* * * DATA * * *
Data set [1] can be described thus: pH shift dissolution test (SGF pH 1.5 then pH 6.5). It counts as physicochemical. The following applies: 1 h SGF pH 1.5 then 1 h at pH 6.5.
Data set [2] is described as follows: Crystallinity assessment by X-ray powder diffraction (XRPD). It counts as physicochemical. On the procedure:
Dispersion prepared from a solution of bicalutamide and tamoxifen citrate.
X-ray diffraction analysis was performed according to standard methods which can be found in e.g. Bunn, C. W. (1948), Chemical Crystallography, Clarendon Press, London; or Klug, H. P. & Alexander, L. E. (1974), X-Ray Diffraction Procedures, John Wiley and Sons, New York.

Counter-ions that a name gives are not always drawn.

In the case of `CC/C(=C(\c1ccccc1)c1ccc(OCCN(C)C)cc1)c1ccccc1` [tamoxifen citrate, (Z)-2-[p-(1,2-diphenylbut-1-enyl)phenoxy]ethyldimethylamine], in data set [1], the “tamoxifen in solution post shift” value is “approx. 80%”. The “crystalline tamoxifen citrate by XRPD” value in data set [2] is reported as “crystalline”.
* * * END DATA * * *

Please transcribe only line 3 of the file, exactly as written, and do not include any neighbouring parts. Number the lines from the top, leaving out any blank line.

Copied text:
Dispersion prepared from a solution of bicalutamide and tamoxifen citrate.